Cou­ple show the stress-free way to bring a barn back from ruin

A derelict barn is now a state-of-the-art home thanks to a self-build dream team. Sharon Dale re­ports on an in­no­va­tive con­ver­sion project.

Yorkshire Post - Property - - PROPERTY -

SELF-BUILDERS with­out a horror story are un­usual, as such projects at­tract dis­as­ter and some­times even fi­nan­cial ruin and divorce.

But Sue and John Ed­munds are a rare breed whose barn con­ver­sion went with­out a hitch thanks to a com­bi­na­tion of luck, good plan­ning and choos­ing the right builder.

“We had fan­tas­tic builders who guided us through ev­ery stage and came up with in­no­va­tive so­lu­tions and ideas,” says John.

It was Mal­colm Samp­son, for­mer rugby league player turned builder, and his son Lee, who broke the news that the barn was un­sta­ble and would have to be taken down and re­built stone by stone on more solid foun­da­tions.

The prop­erty in Crig­gle­stone, near Wake­field, was in a poor state and had been for years be­fore the cou­ple de­cided to tackle it to­gether.

It came with the 400-year old farm­house that Sue bought in 1992. “I didn’t have the time or money to ren­o­vate the farm­house prop­erly when I was on my own, but when I met John we de­cided to do it to­gether,” she says.

The cou­ple tack­led the farm­house be­fore turn­ing their at­ten­tion to the derelict build­ing next door.

“It was strange be­cause by co­in­ci­dence I had asked the farmer years ago if he wanted to sell the barn sep­a­rately and he wouldn’t .

“I al­ways tell Sue that I didn’t marry her for her barn.” says John.

Get­ting plan­ning per­mis­sion was a strug­gle thanks to ac­cess and strict rules on keep­ing orig­i­nal open­ings, but they man­aged and even got per­mis­sion to in­clude three ex­tra win­dows thanks to the help of their ar­chi­tect, AL Turner from Le­visham.

The work, which started in Fe­bru­ary 2003 and was com­pleted in De­cem­ber 2004, be­gan with tak­ing the build­ing apart stone by stone.

John and Sue project man­aged the con­ver­sion and tal­ented DIY-er John helped out labour­ing and fit­ting.

“That was some­thing I re­ally en­joyed. It re­minded me of my Army days be­ing part of a group all work­ing to­wards the same goal and I loved the ca­ma­raderie,” he says.

Any spare time was spent sourc­ing ev­ery­thing from Pilk­ing­ton K glass win­dows to un­der­floor heat­ing topped with kiln-dried oak floor­ing that would not crack. Their “bi­ble”, Home­build­ing and Ren­o­vat­ing mag­a­zine was a great help, but John says: “It’s in­cred­i­ble how much time sourc­ing ev­ery­thing takes.

“We went all over York­shire and to Manch­ester and, of course, we looked on the in­ter­net, which was be­fore we got broad­band. We’d sit there for 35 min­utes wait­ing for a pic­ture of a door han­dle to down­load.”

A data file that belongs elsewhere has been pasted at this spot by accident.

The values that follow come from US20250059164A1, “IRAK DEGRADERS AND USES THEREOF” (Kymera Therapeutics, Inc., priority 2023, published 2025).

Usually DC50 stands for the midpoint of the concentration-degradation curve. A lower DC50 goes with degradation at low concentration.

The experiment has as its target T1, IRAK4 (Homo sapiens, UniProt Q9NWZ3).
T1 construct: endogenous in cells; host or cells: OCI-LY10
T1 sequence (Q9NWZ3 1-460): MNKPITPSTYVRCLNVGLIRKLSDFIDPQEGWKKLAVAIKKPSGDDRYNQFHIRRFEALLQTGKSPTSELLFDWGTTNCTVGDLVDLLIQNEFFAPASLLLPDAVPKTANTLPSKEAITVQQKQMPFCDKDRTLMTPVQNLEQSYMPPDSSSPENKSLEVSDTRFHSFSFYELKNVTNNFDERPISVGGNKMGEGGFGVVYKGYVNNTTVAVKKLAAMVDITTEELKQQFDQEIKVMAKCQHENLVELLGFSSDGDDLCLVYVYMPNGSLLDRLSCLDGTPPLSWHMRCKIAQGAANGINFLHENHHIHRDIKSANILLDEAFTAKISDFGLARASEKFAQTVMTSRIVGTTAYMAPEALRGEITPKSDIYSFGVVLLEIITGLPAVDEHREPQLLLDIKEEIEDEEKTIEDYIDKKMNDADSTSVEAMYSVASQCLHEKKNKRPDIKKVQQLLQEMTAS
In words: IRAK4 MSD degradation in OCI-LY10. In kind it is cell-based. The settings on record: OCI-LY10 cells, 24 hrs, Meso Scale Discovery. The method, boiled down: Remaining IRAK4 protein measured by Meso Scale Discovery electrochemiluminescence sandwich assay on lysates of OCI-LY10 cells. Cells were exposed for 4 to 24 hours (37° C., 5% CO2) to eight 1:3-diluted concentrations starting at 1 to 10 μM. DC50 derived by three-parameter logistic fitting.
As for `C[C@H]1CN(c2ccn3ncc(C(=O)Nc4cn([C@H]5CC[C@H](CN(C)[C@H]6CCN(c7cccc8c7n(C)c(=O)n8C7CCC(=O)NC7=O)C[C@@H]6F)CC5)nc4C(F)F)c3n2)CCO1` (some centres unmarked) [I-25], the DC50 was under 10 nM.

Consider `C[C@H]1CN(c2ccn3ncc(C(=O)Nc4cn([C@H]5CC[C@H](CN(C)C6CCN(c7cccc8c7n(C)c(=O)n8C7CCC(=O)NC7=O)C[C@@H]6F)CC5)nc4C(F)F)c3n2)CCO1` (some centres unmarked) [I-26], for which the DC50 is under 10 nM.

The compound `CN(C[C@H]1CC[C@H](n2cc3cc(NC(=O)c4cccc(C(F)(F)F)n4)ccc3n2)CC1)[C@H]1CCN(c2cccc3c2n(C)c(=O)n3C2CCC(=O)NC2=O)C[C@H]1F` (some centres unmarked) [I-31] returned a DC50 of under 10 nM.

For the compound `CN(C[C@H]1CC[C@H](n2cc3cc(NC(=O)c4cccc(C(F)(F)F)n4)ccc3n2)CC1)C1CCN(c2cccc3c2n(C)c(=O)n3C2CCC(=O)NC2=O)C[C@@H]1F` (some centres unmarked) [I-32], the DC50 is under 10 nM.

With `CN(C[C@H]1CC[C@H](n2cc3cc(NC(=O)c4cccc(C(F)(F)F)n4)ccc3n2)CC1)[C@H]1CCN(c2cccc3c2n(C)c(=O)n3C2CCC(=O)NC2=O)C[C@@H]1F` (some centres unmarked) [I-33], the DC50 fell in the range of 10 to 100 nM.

That’s not a prob­lem now as the prop­erty is hi-tech with hard wiring for com­put­ers, an au­dio vis­ual sys­tem and Bose sur­round sound.

Out with the old was their motto. They wanted a com­plete change from the more tra­di­tional decor in the farm­house, so ev­ery room in the barn is min­i­mal and mod­ern.

John and I agreed on vir­tu­ally ev­ery­thing. I couldn’t be­lieve how sim­i­lar our tastes were.

The lay­out pro­vides a din­ing hall, sit­ting room, kitchen, util­ity room, study and cloak­room on the ground floor.

On the first floor there are four bed­rooms and three bath­rooms.

Out­side there is a garage and gar­den. “It is com­pletely dif­fer­ent to what we had at the farm­house and it’s also very warm. We put more in­su­la­tion in the floors, walls and loft than we needed to and most of the time we walk round in shorts and T-shirts,” says John.

The kitchen is a Le­icht from John Lon­g­ley in Barns­ley and cost £16,000.

The steel, glass and oak stair­case was a tri­umph thanks to lo­cal com­pany Premier En­gi­neer­ing, who copied a zig zag de­sign the Ed­munds’ had seen in a mag­a­zine for just £10,500.

Most of the fur­ni­ture is high end with just one or two cost­cut­ters in­clud­ing Stan­ley slid­ing doors from Home­base that John made into a wardrobe and an of­fice cup­board that came from Ikea.The fi­nal job was cre­at­ing a gar­den, which John did him­self, but as it blos­soms he and Sue are pre­par­ing to move and look for an­other self-build project.

The cou­ple have doc­u­mented the build on a Pow­erPoint pre­sen­ta­tion, which they plan to give to the barn’s new owner. It’s a dig­i­tal doc­u­men­ta­tion fea­tur­ing be­fore, dur­ing and af­ter footage but there are no Grand De­signs-style dra­mas. “It was a good build with no great prob­lems and John and I agreed on vir­tu­ally ev­ery­thing. In fact, I couldn’t be­lieve how sim­i­lar our tastes were.

“The only thing I ques­tioned was how much we were spend­ing on John’s gadgets. I couldn’t be­lieve how much he spent on a TV bracket,” says Sue.

“They say it takes a year to build some­thing and year to re­pair your re­la­tion­ship, but that wasn’t the case for us at all.

“We have very happy mem­o­ries of it all.”

Park Barn is for sale for £459,950 with Dacre, Son and Hart­ley, tel: 01924 387001, www.dacres.co.uk

HI-TECH LOOK: Sue and John have gone for a mod­ern, min­i­mal­ist look in the con­verted barn to con­trast their farm­house.

SIM­I­LAR TASTES: Sourc­ing all the ma­te­ri­als was the main chal­lenge for the cou­ple.

UN­SAFE: The barn in its derelict state.

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